This is a project I did for my figure illustration class in which we had to fill a 16x40 inch composition with human figures in a procession across the page. The subject matter was left up to the students, and my mind immediately fell on an evolution of man poster. I've always found the subject fascinating, and love to draw hominids and other ancient creatures. I've also often thought about doing reconstructions and scientific illustrations as part of my future career, and instantly saw the potential for learning with this project.
I started with my own research online and in books from our school library, but that was only to get my initial sketch done. I went to the University of Calgary's Archaeology department to get critiques and further information from an expert. I didn't see any point in making this piece unless I tried to make it as accurate as I could get it.
I ended up meeting 4 or 5 experts while I was there, and was even allowed to take photos of, and handle samples of fossilized hominid bones for helping with reference, along with the wealth of information I was given by the professors. It was an incredibly stimulating process, and I learned a lot about this most-interesting of subjects. I left with a lot more information than I thought I would, and was really excited to move forward on the project. After discussing the piece with Dr. Anne Katzenberg and listening to her critiques and insight I was inspired to start over from scratch, only using my previous sketches (which had been critiqued) as reference, and all the books and information I was given for a whole new drawing. Two of the main ideas Dr. Katzenberg left me with was her desire to see the Neanderthal stereotype broken. They weren't hunched-over half-beasts, but were just as able and intelligent and cultured as "we" were (at that time). They had language and would even burry their dead (and decorated the grave sites with flowers!). She also wanted to see a friendly Neanderthal, and really, so did I. She also mentioned how she thought the idea of making an "evolution of woman" poster would be a real breath of fresh air, and I felt I could really sympathize with her point of view. I thought it was a very stimulating idea, and that along with all the other amazing information I gathered, I resolved to start my piece from scratch.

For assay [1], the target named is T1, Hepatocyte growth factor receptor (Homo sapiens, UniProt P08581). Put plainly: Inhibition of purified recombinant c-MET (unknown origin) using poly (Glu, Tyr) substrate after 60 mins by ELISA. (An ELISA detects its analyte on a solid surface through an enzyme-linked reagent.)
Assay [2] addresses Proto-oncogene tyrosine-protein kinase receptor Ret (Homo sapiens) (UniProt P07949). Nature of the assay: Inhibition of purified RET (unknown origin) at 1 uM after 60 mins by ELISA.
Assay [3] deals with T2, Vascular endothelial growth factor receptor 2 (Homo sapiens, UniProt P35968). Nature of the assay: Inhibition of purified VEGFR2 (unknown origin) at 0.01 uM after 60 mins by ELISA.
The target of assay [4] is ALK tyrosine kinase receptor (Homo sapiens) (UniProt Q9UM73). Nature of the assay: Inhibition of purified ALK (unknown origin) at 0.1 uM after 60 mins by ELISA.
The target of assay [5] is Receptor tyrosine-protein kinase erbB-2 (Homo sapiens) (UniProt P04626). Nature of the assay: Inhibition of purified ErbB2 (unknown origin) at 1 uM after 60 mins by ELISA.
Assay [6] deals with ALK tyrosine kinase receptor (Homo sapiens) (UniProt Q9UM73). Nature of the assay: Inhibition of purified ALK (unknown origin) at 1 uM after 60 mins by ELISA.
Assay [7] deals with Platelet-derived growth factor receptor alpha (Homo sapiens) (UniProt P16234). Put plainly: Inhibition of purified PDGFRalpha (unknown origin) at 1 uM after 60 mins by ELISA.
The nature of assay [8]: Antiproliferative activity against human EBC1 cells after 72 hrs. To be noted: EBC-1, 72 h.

I was welcomed warmly and patiently, and was thrilled with my experiences at the University of Calgary
(There's a larger version down below, with more accurate colors. Blogger always seems to dull my colors)
I regret not being able to meet with them again to go over the progress of the illustration above, but I tried to take their input and information and apply as faithfully as I could, and hopefully I didn't horribly misrepresent these wonderful hominids.
I'd like to formally thank Dr. Katzenberg for her incredible insight and input, Dr. Russel for escorting me and helping me with finding samples, as well as the books she lent me, Dr. Mercader for his welcoming attitude and generosity with his information, Dr. David for his input and also for the books he lent me, and to Nicki Engel for helping guide me and help me find valuable and fascinating information, and to all for taking time out of their hectic schedules to help me with this long-time-coming project! I couldn't have done it without you!
****here's a way-huge version for anyone who wants a closer look:
(I hope I didn't do a horrible job with these figures, and that if I did, you could someday find it in your hearts to forgive me.)
Here's a record of my process on the piece, including development sketches of the old version:
This is my first preliminary sketch, trying to get my first idea on paper. I had a lot more different "sub-genres" of homo, all very innacurate, all male
These are refined, individual sketches of the figures above, minus a few that I chose not to include pretty early on
These are some pictures of my trip to the University of Calgary
Me with a gigantopithecus skull reconstruction
Here's the process/development of the final piece in it's main steps
Rendering and type (finished)